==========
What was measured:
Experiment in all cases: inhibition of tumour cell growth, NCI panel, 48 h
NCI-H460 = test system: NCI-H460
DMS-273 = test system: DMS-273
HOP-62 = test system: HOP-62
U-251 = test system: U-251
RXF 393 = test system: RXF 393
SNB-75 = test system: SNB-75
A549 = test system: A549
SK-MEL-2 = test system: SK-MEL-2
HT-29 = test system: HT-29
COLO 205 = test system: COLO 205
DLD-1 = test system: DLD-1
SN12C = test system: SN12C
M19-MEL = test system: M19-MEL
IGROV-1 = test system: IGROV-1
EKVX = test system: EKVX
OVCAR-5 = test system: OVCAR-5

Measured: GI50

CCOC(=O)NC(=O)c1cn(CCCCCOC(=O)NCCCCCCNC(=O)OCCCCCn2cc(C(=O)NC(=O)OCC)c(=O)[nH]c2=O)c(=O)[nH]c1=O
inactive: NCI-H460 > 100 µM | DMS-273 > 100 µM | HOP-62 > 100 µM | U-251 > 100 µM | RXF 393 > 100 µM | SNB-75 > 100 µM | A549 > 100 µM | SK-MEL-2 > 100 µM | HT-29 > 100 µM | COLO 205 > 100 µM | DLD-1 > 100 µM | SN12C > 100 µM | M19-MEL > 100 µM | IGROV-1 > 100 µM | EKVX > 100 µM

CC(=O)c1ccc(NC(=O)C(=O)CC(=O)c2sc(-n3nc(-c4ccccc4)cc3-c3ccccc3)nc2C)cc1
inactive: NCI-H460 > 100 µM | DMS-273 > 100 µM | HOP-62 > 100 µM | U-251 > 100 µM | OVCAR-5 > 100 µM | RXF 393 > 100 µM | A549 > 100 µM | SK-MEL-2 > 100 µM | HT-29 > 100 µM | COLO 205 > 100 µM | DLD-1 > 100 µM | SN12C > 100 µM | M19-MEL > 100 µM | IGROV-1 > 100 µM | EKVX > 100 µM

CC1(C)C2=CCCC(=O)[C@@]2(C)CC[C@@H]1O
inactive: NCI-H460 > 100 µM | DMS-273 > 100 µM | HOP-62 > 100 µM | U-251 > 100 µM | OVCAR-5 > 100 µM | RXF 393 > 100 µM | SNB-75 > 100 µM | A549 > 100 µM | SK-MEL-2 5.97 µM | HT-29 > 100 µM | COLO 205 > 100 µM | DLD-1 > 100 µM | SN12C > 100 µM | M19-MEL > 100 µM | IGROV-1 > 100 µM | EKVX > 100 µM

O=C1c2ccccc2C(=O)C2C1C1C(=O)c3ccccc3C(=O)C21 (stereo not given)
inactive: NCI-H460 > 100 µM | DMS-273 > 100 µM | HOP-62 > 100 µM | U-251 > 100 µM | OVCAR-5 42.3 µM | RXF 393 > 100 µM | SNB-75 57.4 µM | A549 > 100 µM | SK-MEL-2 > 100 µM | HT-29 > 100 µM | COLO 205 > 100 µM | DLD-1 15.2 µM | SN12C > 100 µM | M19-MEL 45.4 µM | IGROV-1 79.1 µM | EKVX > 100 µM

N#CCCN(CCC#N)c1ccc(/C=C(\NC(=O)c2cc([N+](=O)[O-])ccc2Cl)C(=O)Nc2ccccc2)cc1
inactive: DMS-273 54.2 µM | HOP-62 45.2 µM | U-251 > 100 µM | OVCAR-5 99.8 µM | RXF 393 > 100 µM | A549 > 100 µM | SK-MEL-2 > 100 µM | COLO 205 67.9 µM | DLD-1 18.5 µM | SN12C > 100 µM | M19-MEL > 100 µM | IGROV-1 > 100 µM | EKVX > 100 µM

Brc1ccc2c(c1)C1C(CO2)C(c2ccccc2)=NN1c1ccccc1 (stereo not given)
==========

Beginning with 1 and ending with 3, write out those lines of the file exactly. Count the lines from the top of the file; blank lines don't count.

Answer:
What was measured:
Experiment in all cases: inhibition of tumour cell growth, NCI panel, 48 h
NCI-H460 = test system: NCI-H460